Consumerism in northern nations is partly to blame for hunger in the world. Bärbel Dieckmann, president of Germany's Welthungerhilfe relief organization, urges a more responsible use of food products.
Ethics is all about morality and a moral course of action. In the case of food ethics, that means responsibly handling the food that is available to us. But food ethics also entail using global resources in such a way that no one in the world goes hungry.
Recently, the film "Taste the Waste" shocked us with the realization that about half of our food - up to 20 million tons in Germany alone - is thrown away, most of it even before it reaches stores. Huge amounts of food are thrown away in industrialized nations because of expired sell-by-dates, insufficient storage capacities or superficial blemishes.
The UN's Food and Agriculture Organization (FAO) has reported that worldwide, a third of all foodstuffs are thrown out and never land on a dinner plate. That in itself is a scandal. Add to that the fact that the industrialized north isn't detached from the rest of the world but is part of a global village where others suffer if it uses more resources than it legitimately should. Wasting food is a waste of water, too, and of fertile fields and the energy needed to produce food. To make things worse, high consumer demand in the north leads to price hikes, which makes food too expensive for poor people.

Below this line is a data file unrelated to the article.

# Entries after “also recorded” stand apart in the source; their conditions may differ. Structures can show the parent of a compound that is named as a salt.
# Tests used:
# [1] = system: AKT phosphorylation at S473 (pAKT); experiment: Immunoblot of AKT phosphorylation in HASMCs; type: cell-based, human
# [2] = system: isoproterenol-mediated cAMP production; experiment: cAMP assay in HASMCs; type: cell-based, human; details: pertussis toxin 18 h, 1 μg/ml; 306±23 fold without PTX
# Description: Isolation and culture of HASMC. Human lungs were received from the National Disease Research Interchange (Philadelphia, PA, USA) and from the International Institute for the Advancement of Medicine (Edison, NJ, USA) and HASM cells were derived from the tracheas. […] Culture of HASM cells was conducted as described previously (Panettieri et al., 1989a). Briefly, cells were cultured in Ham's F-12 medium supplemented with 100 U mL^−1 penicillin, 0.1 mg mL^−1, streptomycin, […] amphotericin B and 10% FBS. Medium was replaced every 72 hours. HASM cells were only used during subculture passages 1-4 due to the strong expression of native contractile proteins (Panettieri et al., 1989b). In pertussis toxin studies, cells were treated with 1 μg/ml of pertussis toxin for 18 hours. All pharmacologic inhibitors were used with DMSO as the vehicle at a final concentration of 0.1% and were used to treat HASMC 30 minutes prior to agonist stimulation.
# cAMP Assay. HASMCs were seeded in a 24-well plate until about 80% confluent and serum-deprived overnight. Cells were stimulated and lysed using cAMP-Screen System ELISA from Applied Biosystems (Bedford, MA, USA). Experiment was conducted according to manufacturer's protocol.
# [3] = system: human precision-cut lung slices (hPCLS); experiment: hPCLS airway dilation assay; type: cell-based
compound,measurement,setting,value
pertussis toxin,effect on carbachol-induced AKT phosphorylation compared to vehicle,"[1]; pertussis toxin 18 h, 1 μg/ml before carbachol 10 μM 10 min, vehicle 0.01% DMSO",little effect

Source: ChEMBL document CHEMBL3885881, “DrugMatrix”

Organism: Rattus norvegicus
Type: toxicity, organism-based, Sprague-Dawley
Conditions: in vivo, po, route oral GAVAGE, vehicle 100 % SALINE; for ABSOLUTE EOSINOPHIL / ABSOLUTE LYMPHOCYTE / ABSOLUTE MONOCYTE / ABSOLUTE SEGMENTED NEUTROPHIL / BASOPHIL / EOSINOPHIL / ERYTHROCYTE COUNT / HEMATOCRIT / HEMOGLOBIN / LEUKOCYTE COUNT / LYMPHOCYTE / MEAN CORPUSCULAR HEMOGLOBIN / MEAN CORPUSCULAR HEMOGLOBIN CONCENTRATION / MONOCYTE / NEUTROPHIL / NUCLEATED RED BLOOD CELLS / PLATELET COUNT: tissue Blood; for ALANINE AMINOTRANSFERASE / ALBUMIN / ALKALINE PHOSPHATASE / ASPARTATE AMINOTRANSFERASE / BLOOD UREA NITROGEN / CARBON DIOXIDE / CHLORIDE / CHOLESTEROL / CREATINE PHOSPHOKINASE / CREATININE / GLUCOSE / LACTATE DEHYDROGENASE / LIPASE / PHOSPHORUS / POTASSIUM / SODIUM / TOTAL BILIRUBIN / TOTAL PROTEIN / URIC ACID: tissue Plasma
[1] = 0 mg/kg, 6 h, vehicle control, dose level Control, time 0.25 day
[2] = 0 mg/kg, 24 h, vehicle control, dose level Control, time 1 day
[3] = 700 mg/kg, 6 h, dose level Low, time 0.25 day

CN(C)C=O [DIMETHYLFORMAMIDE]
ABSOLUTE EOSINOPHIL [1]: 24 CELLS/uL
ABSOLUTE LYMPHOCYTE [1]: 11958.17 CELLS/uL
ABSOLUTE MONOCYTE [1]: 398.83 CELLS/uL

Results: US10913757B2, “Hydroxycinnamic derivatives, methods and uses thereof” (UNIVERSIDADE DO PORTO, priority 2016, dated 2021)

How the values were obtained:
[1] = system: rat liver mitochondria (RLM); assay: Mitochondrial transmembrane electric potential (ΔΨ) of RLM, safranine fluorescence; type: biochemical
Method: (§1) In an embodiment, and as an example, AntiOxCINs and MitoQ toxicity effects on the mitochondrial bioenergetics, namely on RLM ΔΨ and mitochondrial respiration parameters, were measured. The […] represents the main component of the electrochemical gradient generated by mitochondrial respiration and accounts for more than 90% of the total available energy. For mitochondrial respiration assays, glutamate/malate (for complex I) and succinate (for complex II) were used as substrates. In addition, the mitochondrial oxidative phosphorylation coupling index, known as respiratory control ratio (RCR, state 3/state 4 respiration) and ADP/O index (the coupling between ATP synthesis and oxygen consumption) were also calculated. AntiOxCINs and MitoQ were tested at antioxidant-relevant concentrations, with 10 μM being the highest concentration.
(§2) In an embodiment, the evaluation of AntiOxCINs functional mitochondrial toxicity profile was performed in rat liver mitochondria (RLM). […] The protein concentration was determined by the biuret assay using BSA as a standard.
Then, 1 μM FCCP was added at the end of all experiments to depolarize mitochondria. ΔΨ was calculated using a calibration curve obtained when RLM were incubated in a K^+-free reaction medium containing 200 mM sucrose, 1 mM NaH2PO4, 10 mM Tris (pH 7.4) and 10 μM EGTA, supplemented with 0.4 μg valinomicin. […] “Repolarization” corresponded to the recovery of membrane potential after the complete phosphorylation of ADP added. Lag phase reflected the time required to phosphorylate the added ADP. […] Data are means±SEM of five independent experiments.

Food is a human right
A steadily growing global population puts additional pressure on agricultural production and thus the products available. In October 2011, the world population hit seven billion. That figure increases by 2.6 people per second. All the same, experts estimate that sufficient amounts of food are produced across the globe to feed the entire world population - in theory.
No one should suffer from hunger due to a lack of resources. But it is a fact that almost one in seven people go to bed hungry at night. Poorer households in developing countries have less buying power and thus more limited access to food, and that is a major problem. Many people may not be aware of the fact that every single one of the 7,000,000,000 people on earth has a chartered right to access to sufficient, healthy and appropriate food. This right to food is a basic, indivisible human right that turns poor people in developing nations from aid recipients into people with rights.
Missed millenium goal
In 2000, the international community agreed on aiming to halve the number of people suffering from hunger by 2015. But as matters stand now, this hardly ambitious goal will not be achieved.
We should all be aware of the fact that global food security is closely linked to our eating habits, lifestyles and consumer behavior. In a global society dominated by market laws, the buying power of European consumers - who can for the most part afford to buy the food on offer without a second thought - is clearly more important than the voices of the hungry and the poor.
It is a paradox that people go hungry where food is produced: 80 percent of the hungry worldwide live in rural areas. While most of them work as small farmers, they cannot sufficiently feed their families.